So, this gives you freedom and responsibility. It’s up to you!
Humanism sees life as a gradual process of inner change, from ignorance to enlightenment. Every human experience contributes something unique and adds meaning to the world. You might see how positive leadership is based on this same idea: you must develop yourself and help others develop to unleash their potential. When we do as a team or organization, we can achieve “positive deviance” or high performance.
- How can a positive perspective help you and your team find meaning?
- How can positive thinking help with finding sustainable or out-of-the-box solutions?
- Could we find a positive frame for doing more with less, for recycling, sharing things, living simpler? Can we redefine success? Re-appreciate being present and having time for relationships, growing vegetables, and biking? Could you let go of international flights, cruises, a new wardrobe for every season, exquisite meals, big cars, and houses?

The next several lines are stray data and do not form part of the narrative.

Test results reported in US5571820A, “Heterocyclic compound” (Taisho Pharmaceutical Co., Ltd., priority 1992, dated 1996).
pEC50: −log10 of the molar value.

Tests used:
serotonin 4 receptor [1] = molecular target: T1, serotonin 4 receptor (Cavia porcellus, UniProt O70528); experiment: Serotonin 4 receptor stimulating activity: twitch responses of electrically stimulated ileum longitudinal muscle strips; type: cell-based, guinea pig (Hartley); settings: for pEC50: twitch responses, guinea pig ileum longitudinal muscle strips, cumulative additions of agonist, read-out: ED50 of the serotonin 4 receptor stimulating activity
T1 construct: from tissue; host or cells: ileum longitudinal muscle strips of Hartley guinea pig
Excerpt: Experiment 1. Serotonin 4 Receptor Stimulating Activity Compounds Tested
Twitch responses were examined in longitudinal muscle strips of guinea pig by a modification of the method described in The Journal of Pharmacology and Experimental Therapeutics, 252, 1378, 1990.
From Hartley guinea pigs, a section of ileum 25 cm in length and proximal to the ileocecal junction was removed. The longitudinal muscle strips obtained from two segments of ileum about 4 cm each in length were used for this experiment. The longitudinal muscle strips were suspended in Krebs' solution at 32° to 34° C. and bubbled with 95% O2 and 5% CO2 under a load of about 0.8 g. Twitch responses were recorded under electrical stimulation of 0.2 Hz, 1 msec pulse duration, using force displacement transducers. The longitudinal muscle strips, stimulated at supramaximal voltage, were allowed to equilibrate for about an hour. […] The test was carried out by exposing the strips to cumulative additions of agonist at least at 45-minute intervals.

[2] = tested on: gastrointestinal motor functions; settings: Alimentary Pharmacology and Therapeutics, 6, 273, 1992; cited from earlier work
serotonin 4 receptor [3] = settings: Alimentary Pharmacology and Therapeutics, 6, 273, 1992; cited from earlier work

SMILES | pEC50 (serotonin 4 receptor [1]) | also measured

- How would you like your children and grandchildren to live?
- What would your clients need? What story could win them over?
- How can you make enough money - while we transition?
Just to be clear: I don’t want to make anyone feel depressed and discouraged. That’s not useful as we’re not as smart, creative, and resilient in these states of mind. I’d like all of us to be aware of the ecological challenge and to come up with solutions. Your team members and employees and clients watch the news, too. What’s your answer? What’s your story? What’s your purpose? Are you part of the new story or not?
This conversation can strengthen your organization, team, and brand.
© Marcella Bremer, 2020. All rights reserved.